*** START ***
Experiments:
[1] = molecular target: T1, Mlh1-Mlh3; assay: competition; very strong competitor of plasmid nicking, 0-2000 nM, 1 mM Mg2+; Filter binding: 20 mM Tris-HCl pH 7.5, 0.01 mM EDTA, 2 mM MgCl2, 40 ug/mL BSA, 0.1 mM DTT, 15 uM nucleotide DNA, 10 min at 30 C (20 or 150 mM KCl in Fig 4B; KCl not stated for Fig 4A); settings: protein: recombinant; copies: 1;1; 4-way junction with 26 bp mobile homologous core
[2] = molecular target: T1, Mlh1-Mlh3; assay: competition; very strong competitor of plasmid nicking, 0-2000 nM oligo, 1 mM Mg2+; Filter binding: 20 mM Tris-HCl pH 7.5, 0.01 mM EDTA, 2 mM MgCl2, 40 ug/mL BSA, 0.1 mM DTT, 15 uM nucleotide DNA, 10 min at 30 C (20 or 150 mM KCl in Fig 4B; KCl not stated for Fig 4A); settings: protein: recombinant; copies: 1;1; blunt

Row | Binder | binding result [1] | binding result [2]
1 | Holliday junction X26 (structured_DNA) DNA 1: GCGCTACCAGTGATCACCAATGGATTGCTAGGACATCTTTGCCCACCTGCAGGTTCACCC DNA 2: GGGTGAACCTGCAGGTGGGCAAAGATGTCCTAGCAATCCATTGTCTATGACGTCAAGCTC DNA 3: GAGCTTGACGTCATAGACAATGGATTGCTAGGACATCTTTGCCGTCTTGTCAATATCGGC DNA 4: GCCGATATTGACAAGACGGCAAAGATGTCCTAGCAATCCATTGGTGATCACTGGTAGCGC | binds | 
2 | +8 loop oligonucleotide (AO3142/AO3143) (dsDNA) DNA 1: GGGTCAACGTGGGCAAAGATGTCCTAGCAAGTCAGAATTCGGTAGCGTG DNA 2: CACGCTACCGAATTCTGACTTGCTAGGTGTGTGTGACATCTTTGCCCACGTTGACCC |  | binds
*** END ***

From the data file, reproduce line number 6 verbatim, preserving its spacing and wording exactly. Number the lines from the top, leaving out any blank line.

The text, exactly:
2 | +8 loop oligonucleotide (AO3142/AO3143) (dsDNA) DNA 1: GGGTCAACGTGGGCAAAGATGTCCTAGCAAGTCAGAATTCGGTAGCGTG DNA 2: CACGCTACCGAATTCTGACTTGCTAGGTGTGTGTGACATCTTTGCCCACGTTGACCC |  | binds